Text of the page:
The actual countryside also plays into his strategy to advance interest in nutrition in health via an appeal to the senses. The wine country of Napa Valley magnetizes participants to his annual Healthy Kitchens, Healthy Lives retreats where he partners with the Culinary Institute of America. His response to acute awareness of medicine’s failures relative to nutrition is to have drawn hundreds of healthcare thought leaders to his kitchen and table. He starts at a chakra that will engage them.

In the commentary, Eisenberg and his growing Teaching Kitchen Collaborative (TKC) introduce another strategic element in his campaign. While an N-of-1 experience in the vineyard ambience might open one to the value of elevating nutrition’s role in health, when it comes to institutional decision makers, science helps close the deal. Eisenberg, long known for trumpeting the importance of evidence for the integrative medicine movement, introduced 51 published abstracts from the TKC’s first “Research Day.”  The inaugural biennial event was held prior to the February 2018 Napa retreat.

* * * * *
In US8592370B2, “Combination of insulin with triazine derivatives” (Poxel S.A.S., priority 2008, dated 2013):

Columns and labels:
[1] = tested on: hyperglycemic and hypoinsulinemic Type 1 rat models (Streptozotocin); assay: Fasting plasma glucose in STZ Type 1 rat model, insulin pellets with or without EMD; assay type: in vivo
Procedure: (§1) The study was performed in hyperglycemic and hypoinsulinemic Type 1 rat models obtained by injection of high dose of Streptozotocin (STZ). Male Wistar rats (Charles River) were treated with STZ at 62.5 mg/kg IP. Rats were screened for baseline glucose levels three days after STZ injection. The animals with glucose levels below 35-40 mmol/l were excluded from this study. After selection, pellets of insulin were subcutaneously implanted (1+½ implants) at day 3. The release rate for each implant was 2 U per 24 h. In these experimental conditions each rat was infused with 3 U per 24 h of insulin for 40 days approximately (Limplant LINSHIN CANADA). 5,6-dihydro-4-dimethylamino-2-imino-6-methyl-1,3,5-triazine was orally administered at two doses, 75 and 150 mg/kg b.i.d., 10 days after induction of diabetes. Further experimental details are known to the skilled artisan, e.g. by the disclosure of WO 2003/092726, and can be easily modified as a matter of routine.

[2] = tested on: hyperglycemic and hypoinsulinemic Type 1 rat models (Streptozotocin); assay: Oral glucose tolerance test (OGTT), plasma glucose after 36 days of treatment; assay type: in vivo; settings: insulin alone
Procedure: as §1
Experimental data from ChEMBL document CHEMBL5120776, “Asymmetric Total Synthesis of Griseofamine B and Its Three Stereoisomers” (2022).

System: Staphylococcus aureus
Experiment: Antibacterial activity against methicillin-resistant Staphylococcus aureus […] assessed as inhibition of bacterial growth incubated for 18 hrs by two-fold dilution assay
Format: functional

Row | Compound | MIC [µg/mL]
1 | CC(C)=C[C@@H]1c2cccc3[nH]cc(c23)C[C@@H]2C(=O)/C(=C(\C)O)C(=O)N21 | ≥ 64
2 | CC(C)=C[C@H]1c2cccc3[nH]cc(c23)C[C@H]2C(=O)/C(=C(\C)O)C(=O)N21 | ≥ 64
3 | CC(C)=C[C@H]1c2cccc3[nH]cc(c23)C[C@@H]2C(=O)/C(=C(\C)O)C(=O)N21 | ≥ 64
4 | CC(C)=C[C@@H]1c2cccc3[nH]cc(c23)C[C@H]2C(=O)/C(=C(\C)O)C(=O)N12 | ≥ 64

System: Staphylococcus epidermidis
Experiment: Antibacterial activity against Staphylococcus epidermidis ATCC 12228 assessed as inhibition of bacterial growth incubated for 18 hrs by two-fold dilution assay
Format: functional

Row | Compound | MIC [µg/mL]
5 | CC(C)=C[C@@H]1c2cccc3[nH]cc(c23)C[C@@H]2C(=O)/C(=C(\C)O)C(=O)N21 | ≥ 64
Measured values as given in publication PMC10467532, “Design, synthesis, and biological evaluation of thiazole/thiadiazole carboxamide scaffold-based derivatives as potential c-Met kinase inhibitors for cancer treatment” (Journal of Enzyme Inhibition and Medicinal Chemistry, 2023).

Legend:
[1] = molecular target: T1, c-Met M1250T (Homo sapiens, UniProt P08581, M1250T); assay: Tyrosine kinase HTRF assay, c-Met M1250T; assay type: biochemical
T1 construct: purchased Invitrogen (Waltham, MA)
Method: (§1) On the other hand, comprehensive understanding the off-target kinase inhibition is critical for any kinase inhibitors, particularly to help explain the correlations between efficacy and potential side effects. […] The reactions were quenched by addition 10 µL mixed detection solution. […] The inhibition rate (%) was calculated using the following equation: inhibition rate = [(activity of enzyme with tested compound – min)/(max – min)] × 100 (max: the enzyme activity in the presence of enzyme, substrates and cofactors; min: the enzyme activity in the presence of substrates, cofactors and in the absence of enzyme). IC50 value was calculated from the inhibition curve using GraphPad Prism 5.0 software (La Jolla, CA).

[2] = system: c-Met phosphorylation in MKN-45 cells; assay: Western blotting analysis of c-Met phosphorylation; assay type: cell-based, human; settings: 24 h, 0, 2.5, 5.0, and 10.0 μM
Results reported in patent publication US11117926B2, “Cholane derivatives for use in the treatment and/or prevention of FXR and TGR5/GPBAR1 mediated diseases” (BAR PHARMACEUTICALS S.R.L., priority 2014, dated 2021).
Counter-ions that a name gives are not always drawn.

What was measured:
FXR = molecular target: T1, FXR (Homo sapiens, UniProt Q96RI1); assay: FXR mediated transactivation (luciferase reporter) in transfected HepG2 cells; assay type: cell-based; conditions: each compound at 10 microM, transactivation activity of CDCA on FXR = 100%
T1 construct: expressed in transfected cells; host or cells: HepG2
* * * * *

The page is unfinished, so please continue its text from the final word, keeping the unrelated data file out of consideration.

The appeal here is to the academic superego, embellishing the foodie’s id.

The TKC Research Day abstracts range across a broad set of outcomes and translational challenges. The first offers a brief portrait of the teaching kitchen movement, via results of a survey of leaders of 32 programs.  Another examines the spread of such facilities in the Veteran’s Health Administration. A Northwell Hospital team reports procurement issues for healthy foods. The farm connection is highlighted via a University of Cincinnati team. Data are offered in another project on medical student perceptions on a wellness retreat. A Northwestern Osher Center for Integrative Medicine team’s submission was “Cooking up Health: Assessing the Efficacy of a Culinary Medicine Elective in Medical Students.”

A scan of the titles of the cornucopia of offerings reveal a data-driven, pleasureful, whole system, experiential, full-court press effort to put food, nutrition and lifestyle front and center in transitioning our medical industry toward what might appropriately be called a healthcare system.